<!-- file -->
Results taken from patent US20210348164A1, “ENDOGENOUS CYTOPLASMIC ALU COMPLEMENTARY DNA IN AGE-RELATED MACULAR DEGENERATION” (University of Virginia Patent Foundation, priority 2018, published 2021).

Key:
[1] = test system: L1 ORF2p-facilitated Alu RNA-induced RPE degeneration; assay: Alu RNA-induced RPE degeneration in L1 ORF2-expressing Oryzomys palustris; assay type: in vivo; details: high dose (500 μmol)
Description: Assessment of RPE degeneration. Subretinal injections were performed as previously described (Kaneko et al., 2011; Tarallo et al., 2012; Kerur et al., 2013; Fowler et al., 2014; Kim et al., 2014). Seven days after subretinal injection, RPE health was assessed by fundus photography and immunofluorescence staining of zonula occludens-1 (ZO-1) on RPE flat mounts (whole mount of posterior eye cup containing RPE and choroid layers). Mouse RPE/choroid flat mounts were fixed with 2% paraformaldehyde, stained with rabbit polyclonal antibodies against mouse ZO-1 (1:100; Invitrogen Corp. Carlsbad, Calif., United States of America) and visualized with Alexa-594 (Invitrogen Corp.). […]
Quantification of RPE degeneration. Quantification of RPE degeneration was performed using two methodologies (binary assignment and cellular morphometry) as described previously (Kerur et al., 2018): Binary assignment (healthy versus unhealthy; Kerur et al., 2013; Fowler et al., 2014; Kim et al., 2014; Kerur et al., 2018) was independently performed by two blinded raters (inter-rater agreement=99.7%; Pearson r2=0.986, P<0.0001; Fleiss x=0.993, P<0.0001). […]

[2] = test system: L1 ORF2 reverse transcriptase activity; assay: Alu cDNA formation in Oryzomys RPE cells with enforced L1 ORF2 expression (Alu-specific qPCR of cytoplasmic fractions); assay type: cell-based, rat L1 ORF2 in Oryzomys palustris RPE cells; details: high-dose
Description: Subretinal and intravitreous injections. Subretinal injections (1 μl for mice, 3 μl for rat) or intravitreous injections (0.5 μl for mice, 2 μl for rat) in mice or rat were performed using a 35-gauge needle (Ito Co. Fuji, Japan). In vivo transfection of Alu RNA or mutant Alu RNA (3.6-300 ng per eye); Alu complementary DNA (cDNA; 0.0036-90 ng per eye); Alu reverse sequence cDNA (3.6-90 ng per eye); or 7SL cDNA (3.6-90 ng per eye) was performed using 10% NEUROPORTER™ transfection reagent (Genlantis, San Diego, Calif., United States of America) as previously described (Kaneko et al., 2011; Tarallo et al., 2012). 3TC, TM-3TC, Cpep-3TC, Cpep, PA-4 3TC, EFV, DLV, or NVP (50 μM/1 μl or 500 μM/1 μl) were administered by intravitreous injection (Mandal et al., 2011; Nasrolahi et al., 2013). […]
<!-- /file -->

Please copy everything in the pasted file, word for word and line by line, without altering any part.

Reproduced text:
Results taken from patent US20210348164A1, “ENDOGENOUS CYTOPLASMIC ALU COMPLEMENTARY DNA IN AGE-RELATED MACULAR DEGENERATION” (University of Virginia Patent Foundation, priority 2018, published 2021).

Key:
[1] = test system: L1 ORF2p-facilitated Alu RNA-induced RPE degeneration; assay: Alu RNA-induced RPE degeneration in L1 ORF2-expressing Oryzomys palustris; assay type: in vivo; details: high dose (500 μmol)
Description: Assessment of RPE degeneration. Subretinal injections were performed as previously described (Kaneko et al., 2011; Tarallo et al., 2012; Kerur et al., 2013; Fowler et al., 2014; Kim et al., 2014). Seven days after subretinal injection, RPE health was assessed by fundus photography and immunofluorescence staining of zonula occludens-1 (ZO-1) on RPE flat mounts (whole mount of posterior eye cup containing RPE and choroid layers). Mouse RPE/choroid flat mounts were fixed with 2% paraformaldehyde, stained with rabbit polyclonal antibodies against mouse ZO-1 (1:100; Invitrogen Corp. Carlsbad, Calif., United States of America) and visualized with Alexa-594 (Invitrogen Corp.). […]
Quantification of RPE degeneration. Quantification of RPE degeneration was performed using two methodologies (binary assignment and cellular morphometry) as described previously (Kerur et al., 2018): Binary assignment (healthy versus unhealthy; Kerur et al., 2013; Fowler et al., 2014; Kim et al., 2014; Kerur et al., 2018) was independently performed by two blinded raters (inter-rater agreement=99.7%; Pearson r2=0.986, P<0.0001; Fleiss x=0.993, P<0.0001). […]

[2] = test system: L1 ORF2 reverse transcriptase activity; assay: Alu cDNA formation in Oryzomys RPE cells with enforced L1 ORF2 expression (Alu-specific qPCR of cytoplasmic fractions); assay type: cell-based, rat L1 ORF2 in Oryzomys palustris RPE cells; details: high-dose
Description: Subretinal and intravitreous injections. Subretinal injections (1 μl for mice, 3 μl for rat) or intravitreous injections (0.5 μl for mice, 2 μl for rat) in mice or rat were performed using a 35-gauge needle (Ito Co. Fuji, Japan). In vivo transfection of Alu RNA or mutant Alu RNA (3.6-300 ng per eye); Alu complementary DNA (cDNA; 0.0036-90 ng per eye); Alu reverse sequence cDNA (3.6-90 ng per eye); or 7SL cDNA (3.6-90 ng per eye) was performed using 10% NEUROPORTER™ transfection reagent (Genlantis, San Diego, Calif., United States of America) as previously described (Kaneko et al., 2011; Tarallo et al., 2012). 3TC, TM-3TC, Cpep-3TC, Cpep, PA-4 3TC, EFV, DLV, or NVP (50 μM/1 μl or 500 μM/1 μl) were administered by intravitreous injection (Mandal et al., 2011; Nasrolahi et al., 2013). […]